ASEAN is not a single place – there are winners and losers
Emerging markets have frequently been grouped together in the expectation that evolution in one could be carried across to others, and thereby allow investors in particular to draw large thematic lessons. The Asian Tigers was one example, BRIC was another; the Economist even spent an inordinate amount of time trying to find a successor to BRIC, all versions of which were unsatisfying. Southeast Asian economies are often put into one bucket, too, given what appears to be a similar stage of development between several of them, their proximity to the regional influences from Japan and China, and most of all due to the supposed progress of ASEAN.
However, taking a dispassionate view there is little reason to see these markets as similar enough to have a common investment principle. Indeed, I would argue that several of them face diverging fortunes and I very much like some of these markets and do not have time for others. There is a surprisingly limited amount of analysis from the outside on these markets individually; and when they are written, they are often quite amateurish.
So let me get to who is Good and who is Bad in SE Asia. To begin with, it is worth looking at the macro numbers over recent times to consider which countries if any, have actually made progress. On the face of it, many in the region have performed decently compared to their OECD brethren. Yet ultimately the variation beyond real GDP, to which analysts are constantly beholden, shows quite a difference.
For a start, whilst real GDP numbers look somewhat comparable and almost clustered towards the 4%-6% range, this becomes markedly less so when looking at other metrics, and the standard deviation shows this. These others are important, too: we look at nominal GDP from an investment perspective because earnings and returns are nominal, not real. Per capita numbers wash out the effects of rapid population growth as an artificial bolster for underlying growth. Middle class population tell us how any of this notional growth is actually converting into mass consumers.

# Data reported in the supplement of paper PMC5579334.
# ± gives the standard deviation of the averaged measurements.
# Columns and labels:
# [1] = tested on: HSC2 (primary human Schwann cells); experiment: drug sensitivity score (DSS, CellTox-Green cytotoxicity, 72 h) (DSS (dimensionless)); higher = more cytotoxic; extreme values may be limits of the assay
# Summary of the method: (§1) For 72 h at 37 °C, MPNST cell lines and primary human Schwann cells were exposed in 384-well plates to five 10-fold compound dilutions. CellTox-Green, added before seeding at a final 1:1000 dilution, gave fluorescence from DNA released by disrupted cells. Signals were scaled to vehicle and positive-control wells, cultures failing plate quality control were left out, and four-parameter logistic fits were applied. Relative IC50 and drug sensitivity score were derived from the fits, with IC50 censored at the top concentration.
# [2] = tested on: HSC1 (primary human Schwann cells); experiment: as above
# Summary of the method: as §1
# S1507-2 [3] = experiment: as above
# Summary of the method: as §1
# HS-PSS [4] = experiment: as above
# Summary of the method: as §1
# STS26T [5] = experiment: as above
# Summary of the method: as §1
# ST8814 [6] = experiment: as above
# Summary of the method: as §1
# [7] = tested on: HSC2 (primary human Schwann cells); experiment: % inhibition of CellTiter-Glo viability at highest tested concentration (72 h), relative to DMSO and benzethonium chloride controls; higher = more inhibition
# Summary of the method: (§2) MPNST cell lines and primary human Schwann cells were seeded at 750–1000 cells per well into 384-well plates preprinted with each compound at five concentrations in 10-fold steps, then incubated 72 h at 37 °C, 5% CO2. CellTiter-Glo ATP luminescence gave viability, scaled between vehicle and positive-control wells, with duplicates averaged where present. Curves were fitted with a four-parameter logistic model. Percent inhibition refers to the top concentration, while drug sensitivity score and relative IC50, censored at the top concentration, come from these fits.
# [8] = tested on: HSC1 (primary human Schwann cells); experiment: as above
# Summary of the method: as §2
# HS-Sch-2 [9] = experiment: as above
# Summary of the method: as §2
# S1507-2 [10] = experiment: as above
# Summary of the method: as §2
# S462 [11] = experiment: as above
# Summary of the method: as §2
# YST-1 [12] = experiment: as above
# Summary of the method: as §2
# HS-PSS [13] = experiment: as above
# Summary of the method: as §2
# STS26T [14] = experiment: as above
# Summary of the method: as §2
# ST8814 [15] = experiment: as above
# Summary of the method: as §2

Much can be read into these figures but the most stark representation of it all, for me, is looking at total growth in recent years. Below is the total cumulative nominal GDP growth since 1990 for all the main countries in the region:
It turns out there are really only two groups of economies in emerging Asia: those that have generated huge amounts of growth and those which are just trundling along. China and Vietnam come from different bases but share the enormous benefits of a post-Communist economic surge; almost everyone else is unremarkable – both developed Singapore and Australia are not all that different to supposed stars such as Indonesia, Malaysia or the Philippines. China and Vietnam have performed not just better, but better by an order of magnitude.
This has a knock-on effect on middle class consumption. Using the Credit Suisse data, I tend to look at the numbers of people who have US$10,000 in assets as a guide – what I call “true population”. China of course has created a huge true population who can and do consume – but elsewhere we can see why our views should be moderated. Indonesia, for instance, has 250m people; but only a fifth of them are real and – as per the table above – their track record of growing this has been poor compared to Vietnam for instance, which has a smaller true population but is growing it quickly.
I will delve more deeply into Indonesia and Vietnam in future posts, but the overall message here is clear: SE Asia is not a single type of market and there are clear winners and losers. The reasons why can be explored elsewhere but simply having a large population is not going to mean a country will develop within the time-frames we need to make money. Demographics is not destiny, and political and economic systems matter. Investors and companies ignore this at their peril.